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Chaitanya Kalbag

The author is former Editor, Reuters Asia, Editor-in-Chief of The Hindustan Times, and Editor of Business Today

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Red-Letter Days

Many anniversaries this year, but few happy ones .

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This is a year of anniversaries, some unpleasant, some prescient, some momentous.  

CE 2019 is important not only because of the Bharatiya Janata Party’s crushing victory in the world’s biggest election – in many ways a more portentous event than Narendra Modi’s 2014 ascent to prime ministership.  It entrenches the Modi era.  His majority in the Lok Sabha gives him carte blanche to erect economic and social structures that could endure long into this century. This is non-trivial: how this sixth of humanity fares, lives and works will profoundly affect the other five parts.

It is also 30 years since the last Nehru-Gandhi to hold an executive office was defeated in an election. This is something to reflect upon as Rajiv Gandhi’s son keeps the Congress party on tenterhooks more than two weeks after saying he wants to quit. 

The West (conspicuously excluding Russia) has just celebrated the 75th anniversary of D-Day, the Allied landings on the beaches of Normandy that marked the beginning of the end of Nazi Germany.  Forty-five years later, in June 1989, the brutal suppression of the Tiananmen Square protests cemented the Communist Party’s iron grip. It also presaged China’s rise to be the world’s second-biggest economy. 

In stark contrast, the same month, the Soviet Communist Party’s hold on Eastern Europe began to fall away with the trade union Solidarity’s sweeping victory in Poland’s elections.  Communist control crumbled in Hungary, Czechoslovakia, Bulgaria, Romania, and eventually the most powerful Soviet satellite East Germany, where the Berlin Wall came down in November 1989.

These revolutions, except in Romania, were all non-violent. The civil disobedience that characterized them would have pleased Mahatma Gandhi, whose 150th birth anniversary will be celebrated later this year. This is certainly not the kind of world he wanted to see. The non-violence he preached was scattered to the winds by Partition, but Gandhi remains a potent symbol in our time of hate.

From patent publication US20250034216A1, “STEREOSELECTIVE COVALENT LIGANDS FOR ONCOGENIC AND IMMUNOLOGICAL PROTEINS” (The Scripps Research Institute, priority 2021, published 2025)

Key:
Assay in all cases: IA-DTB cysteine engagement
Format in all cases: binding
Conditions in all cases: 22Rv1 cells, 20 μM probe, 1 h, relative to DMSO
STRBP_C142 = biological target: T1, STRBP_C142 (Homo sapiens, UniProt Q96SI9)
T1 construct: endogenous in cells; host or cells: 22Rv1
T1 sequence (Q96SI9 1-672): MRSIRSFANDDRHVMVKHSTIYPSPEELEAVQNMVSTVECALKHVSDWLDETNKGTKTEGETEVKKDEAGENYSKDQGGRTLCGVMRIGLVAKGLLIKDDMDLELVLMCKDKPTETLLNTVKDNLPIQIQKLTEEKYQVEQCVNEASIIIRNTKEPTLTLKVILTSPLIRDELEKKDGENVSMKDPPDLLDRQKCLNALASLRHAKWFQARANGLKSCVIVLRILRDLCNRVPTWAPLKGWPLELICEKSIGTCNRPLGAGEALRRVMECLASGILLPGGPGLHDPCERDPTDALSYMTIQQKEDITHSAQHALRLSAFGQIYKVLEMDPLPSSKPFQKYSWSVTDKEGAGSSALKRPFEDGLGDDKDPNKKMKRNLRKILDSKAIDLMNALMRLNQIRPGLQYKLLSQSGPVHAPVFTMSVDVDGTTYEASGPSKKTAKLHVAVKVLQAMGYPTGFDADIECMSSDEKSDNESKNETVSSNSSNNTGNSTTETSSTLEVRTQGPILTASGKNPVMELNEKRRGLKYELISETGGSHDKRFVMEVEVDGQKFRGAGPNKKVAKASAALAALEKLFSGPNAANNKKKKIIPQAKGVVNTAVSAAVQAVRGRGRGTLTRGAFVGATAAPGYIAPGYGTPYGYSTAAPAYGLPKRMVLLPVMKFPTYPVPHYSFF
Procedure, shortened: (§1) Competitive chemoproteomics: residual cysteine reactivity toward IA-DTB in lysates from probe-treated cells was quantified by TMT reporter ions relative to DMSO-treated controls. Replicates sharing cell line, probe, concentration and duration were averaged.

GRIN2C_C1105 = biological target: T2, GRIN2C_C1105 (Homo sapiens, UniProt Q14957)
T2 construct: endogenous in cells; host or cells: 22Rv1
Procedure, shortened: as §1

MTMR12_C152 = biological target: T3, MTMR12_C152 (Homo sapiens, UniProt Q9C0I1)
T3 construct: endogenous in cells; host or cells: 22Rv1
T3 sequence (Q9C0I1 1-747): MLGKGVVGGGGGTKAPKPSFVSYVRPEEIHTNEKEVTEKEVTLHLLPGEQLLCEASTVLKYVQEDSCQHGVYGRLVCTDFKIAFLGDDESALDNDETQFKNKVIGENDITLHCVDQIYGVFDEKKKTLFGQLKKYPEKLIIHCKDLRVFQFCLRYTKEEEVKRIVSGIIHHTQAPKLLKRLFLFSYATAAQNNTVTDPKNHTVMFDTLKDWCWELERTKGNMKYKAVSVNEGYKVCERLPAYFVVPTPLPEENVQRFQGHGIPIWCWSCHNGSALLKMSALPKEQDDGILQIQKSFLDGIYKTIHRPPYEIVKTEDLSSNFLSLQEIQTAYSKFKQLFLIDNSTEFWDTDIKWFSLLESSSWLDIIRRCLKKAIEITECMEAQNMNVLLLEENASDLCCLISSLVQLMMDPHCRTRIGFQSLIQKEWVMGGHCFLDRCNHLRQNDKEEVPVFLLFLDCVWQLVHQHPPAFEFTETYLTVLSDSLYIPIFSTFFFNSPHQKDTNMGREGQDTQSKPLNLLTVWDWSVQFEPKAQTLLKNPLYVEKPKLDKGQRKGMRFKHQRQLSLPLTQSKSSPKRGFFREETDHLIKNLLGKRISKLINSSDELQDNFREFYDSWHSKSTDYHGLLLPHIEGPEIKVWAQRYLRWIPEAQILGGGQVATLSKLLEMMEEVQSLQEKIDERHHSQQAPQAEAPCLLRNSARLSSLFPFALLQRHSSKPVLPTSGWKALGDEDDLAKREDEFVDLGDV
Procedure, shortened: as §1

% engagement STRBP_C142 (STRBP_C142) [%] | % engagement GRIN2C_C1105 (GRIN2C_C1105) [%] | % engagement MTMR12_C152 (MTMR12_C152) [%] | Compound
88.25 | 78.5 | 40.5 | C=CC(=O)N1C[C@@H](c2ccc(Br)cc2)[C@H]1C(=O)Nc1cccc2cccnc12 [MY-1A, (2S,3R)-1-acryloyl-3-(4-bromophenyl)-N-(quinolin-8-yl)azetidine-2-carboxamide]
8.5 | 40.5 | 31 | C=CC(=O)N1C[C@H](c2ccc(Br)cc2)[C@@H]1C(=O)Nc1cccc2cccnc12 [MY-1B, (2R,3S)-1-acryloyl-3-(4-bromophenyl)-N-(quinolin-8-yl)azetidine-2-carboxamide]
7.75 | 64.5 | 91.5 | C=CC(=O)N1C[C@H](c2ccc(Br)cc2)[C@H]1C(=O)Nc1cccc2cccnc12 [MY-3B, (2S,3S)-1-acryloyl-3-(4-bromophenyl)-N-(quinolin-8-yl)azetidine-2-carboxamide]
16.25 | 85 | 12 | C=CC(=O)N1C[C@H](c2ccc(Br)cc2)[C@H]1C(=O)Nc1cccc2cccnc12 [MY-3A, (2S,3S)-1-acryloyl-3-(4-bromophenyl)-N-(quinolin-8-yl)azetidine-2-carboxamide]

Hatred and discontent abound in Kashmir, where open insurgency erupted 30 summers ago. In its election manifesto, the BJP has vowed to abrogate Article 370, which confers a special status on Jammu and Kashmir, annul Article 35A (which bars “non-permanent residents” from settling in the state, owning immovable property or applying for state government jobs), and ensure the return of exiled Kashmiri Pandits to the Valley. Can the Modi government end the bloodshed?

To another revolution: Ayatollah Khomeini proclaimed the Islamic Republic of Iran on April 1, 1979, an event that reverberates to this day in the Middle East and in Tehran’s stand-off with Washington.  

Happier history was made ten years earlier, on July 20, 1969, when Neil Armstrong stepped out of the Eagle landing craft on to the moon’s surface, taking a giant step to win a crazy superpower race in space. America had pulled off the improbable target set by President John F. Kennedy in 1961 with its Apollo 11 mission.

But the event most significant for us in our easily treasonous world occurred 70 years ago this past weekend with the publication of George Orwell’s 1984.  His unemotional portrait of a totalitarian surveillance state (with the unforgettable first sentence: “It was a bright cold day in April, and the clocks were striking thirteen”) and the doomed love life of Winston Smith, master forger and falsifier of government statistics. Does that seem implausible today?


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